Never knowingly undersolved.

Financial Times 13,354 / Armonie

Posted by smiffy on April 8th, 2010


Not a particularly tricky (or satisfying) puzzle today. My main gripe being the inundation of mundane [Word A] + [Word B] = [Answer] constructions.  I can’t recall ever seeing another puzzle that contained as many.   (Edit: Blogging goof at 26D now corrected).

1 KIRSCH – (risk)* + Ch[inese].
5 HANDSONME- hand +some.
9 BEVERAGE – b + ever +age.
10 GEORGE – E[nglish] in gorge.
11 PALLET – all in pet (= tantrum = “paddy”).
12  OUTBREAK – out + break.
14 INCANDESCENT – Incan descent.
18  FIDDLESTICKS – fiddle + sticks.
22 REBUTTAL – butt (e.g. of a joke) in real.
25 UNISON – S (shilling = “Bob”) in union.
26 GAUCHO – (a cough)*.
27 TRIMARAN – trim + A[merican] + ran.
28 MENTALLY – men + tally.
29 ELEVEN – el + even.

2 ICEMAN – (cinema)*.  I’ve only ever encountered this – in the sense of a clinical agent – in a sporting context before.
3 SPELLBIND – spell + bind.
4 HEARTACHE – hear + (cheat)*.
5 HOEDOWN – hoe (=”till”) + down.  At least the surface misdirects, in the general direction of the limbo.
6 NIGHT – (thing)*.
7 SCOUR – c in sour.
8 MIGRAINE – Mig + rain + e{xplosives}.
13 BUS – B + US.
15 EXCLUSIVE – (x + C) in elusive.  Wasn’t too smitten with “baffling” to indicate elusive.
16 CASTIGATE – cast + I{ndian} + gate.
17 LITERATE – liter + ate.  The only context I’m aware of where American may use the fluid metric system is when purchasing bottles of fizzy drink (e.g. “Grab a two liter bottle of Pepsi”).
19 LOT – L +OT.
20 TOLSTOY – (lost)* + toy.
21 FORAGE – for +Ag +e.
23 UNCUT – UN + cut.
24 TROLL – T{rojan} + roll.

11 Responses to “Financial Times 13,354 / Armonie”

  1. Steve says:

    Hi Smiffy – thanks for the blog and agree with your general comments. Re 17d, I think ‘American’ refers to the spelling of liter (vs. litre). Also, I thought ‘old’ was redundant in 25 across.

  2. Tony Welsh says:

    Re 15d I had more trouble accepting “exclusive” for “expose” rather than “baffling” for “elusive”. This was the last clue I got, btw.

    Re 2d, I don’t understand your comments about clinical agents or sporting context. Iceman was the nickname of a mafia hit man called Richard Kuklinski and is I think also used more generally for a hit man, at least in the US. This was the first clue I got!

  3. Arden says:

    Does 23d ‘unbit’ work with 26 ac ‘gaucho’ (a ‘c’ intersection)or do I have a different frame to everyone else?

  4. Eileen says:

    Hi Arden

    I’ve only just noticed the UNBIT in the blog: I had UNCUT for 23dn.

  5. JamesM says:

    Yes Arden, I’m sure you’re right. I had “uncut” for 23d meaning “complete”.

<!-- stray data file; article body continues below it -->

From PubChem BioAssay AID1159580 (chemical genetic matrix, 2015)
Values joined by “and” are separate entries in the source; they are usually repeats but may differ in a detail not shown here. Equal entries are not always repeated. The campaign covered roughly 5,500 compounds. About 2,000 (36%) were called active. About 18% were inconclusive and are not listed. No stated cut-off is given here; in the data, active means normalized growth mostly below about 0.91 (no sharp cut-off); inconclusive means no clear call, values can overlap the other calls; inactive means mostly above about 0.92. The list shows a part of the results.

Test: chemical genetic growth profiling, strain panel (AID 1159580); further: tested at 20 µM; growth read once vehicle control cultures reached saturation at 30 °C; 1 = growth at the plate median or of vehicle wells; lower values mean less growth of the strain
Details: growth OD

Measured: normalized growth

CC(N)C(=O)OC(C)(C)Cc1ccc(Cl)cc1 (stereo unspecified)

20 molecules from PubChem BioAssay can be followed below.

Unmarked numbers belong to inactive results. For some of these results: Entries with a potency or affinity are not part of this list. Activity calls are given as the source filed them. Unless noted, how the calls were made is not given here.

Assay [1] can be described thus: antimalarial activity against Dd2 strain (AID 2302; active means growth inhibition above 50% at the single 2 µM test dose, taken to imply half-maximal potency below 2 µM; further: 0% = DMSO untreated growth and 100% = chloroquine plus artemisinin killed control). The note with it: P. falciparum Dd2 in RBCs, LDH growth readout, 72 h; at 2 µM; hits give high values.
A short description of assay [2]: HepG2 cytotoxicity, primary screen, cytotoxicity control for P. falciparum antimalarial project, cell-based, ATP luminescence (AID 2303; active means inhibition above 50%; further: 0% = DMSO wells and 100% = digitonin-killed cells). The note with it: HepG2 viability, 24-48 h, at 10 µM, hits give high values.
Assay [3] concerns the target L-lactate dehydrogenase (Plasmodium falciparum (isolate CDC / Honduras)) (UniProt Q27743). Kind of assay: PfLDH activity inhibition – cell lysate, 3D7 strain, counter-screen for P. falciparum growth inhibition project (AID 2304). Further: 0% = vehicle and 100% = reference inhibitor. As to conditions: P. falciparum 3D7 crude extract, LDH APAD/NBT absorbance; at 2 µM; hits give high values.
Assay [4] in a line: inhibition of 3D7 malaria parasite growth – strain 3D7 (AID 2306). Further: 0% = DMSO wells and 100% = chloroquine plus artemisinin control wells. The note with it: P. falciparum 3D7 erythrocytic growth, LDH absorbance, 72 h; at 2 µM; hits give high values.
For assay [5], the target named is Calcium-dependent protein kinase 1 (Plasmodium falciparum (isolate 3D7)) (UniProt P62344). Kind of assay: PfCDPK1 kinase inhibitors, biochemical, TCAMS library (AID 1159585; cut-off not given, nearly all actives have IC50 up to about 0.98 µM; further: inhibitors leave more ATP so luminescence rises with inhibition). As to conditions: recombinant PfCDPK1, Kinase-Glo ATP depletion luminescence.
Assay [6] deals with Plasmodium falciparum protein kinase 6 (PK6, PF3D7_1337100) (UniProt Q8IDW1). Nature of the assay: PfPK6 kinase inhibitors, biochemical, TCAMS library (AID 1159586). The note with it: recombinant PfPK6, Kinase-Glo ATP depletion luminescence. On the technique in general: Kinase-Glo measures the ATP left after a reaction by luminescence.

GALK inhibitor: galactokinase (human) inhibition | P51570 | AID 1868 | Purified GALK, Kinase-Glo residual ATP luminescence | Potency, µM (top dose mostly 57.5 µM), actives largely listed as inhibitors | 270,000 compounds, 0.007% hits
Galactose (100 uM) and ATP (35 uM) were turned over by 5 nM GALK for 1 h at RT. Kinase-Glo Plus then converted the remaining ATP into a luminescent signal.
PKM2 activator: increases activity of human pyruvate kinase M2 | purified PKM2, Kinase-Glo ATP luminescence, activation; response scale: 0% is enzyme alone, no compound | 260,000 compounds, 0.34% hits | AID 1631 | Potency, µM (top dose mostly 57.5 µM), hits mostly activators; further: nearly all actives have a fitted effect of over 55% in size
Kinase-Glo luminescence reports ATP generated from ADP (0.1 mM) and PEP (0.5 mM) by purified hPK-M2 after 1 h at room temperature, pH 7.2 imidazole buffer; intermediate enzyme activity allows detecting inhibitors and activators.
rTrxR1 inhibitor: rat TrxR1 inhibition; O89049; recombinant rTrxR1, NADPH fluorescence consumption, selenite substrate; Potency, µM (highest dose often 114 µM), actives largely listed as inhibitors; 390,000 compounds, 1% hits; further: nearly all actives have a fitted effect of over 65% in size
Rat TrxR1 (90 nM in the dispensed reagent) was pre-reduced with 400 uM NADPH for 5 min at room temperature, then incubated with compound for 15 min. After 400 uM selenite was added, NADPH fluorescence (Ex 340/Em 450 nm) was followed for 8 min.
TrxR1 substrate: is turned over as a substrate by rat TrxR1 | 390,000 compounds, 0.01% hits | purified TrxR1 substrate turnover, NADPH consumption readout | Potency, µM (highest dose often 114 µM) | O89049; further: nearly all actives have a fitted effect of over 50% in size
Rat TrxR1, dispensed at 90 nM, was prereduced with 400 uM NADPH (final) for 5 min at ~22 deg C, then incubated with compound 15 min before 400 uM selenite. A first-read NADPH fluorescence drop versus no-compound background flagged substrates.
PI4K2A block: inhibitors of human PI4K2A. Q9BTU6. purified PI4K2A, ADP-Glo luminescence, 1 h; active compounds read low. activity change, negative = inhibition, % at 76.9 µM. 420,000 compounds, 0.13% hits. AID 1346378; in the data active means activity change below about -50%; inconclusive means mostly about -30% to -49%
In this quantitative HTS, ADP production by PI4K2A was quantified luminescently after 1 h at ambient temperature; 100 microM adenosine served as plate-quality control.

At 11a, I’m sure that “pallet” is correct, but “bed”? I’m baffled!

    Thank you, Smiffy, for the blog.

  6. JamesM says:

    Sorry Eileen: crossed wires. Great minds…..

  7. Sil van den Hoek says:

    Hi Smiffy, thx for the blog.

    A well-crafted, though undemanding crossword from Armonie.

    As you said, the problem with it is – just as with Chifonie (his alter ego) last Friday in the Guardian – the predictability of the devices used.
    Every clue, yes, every single clue is
    – either: an anagram
    – or: a charade
    – or: A inside/outside B
    (or a combination of these).

    That said, given these limitations, Armonie is mostly very good at them.
    I am not sure whether in 2d ‘liquidated (the characters of)’ is a proper anagram indicator or not – ‘liquidated’ suggests that something disappears, but not necessarily, um, cut in pieces or so.

    My Clue of the Day would be 8ac (MIGRAINE) with its splendid surface and the clever use of ‘drop’ [with probably 20d (TOLSTOY) as second at some distance].

    Btw, I can’t remember having seen just A for American (27ac), but it is in Collins. So it’s all right, even though it looks rather odd (to me).

  8. Arden says:


    Thanks for the reassurance – I too had ‘uncut’. At least I’m not going crazy…

  9. Gaufrid says:

    Hi JamesM
    Re your comment #5 and 11ac. Under ‘pallet²’ in Chambers you will find: “a mattress, or couch, properly a mattress of straw; a small or poorly furnished bed”.

  10. smiffy says:

    Hello all.

    Apologies for the mistake at 23D. No idea how that crept in; must have been down to undue haste while trying to finish off the post as quickly as possible. Duly corrected.

    Thanks Tony W, for the illumination re: Iceman. I was unfamiliar with Mr Kuklinski handiwork or notoriety. I am, however, now kicking myself for overlooking the opportunity to make a reference to the character in the film Top Gun!

  11. Sil van den Hoek says:

    All that fuss about ICEMAN aside (it’s in WordWeb Pro anyway, as a ‘professional killer’), has nobody an opinion on the anagrind in this clue?

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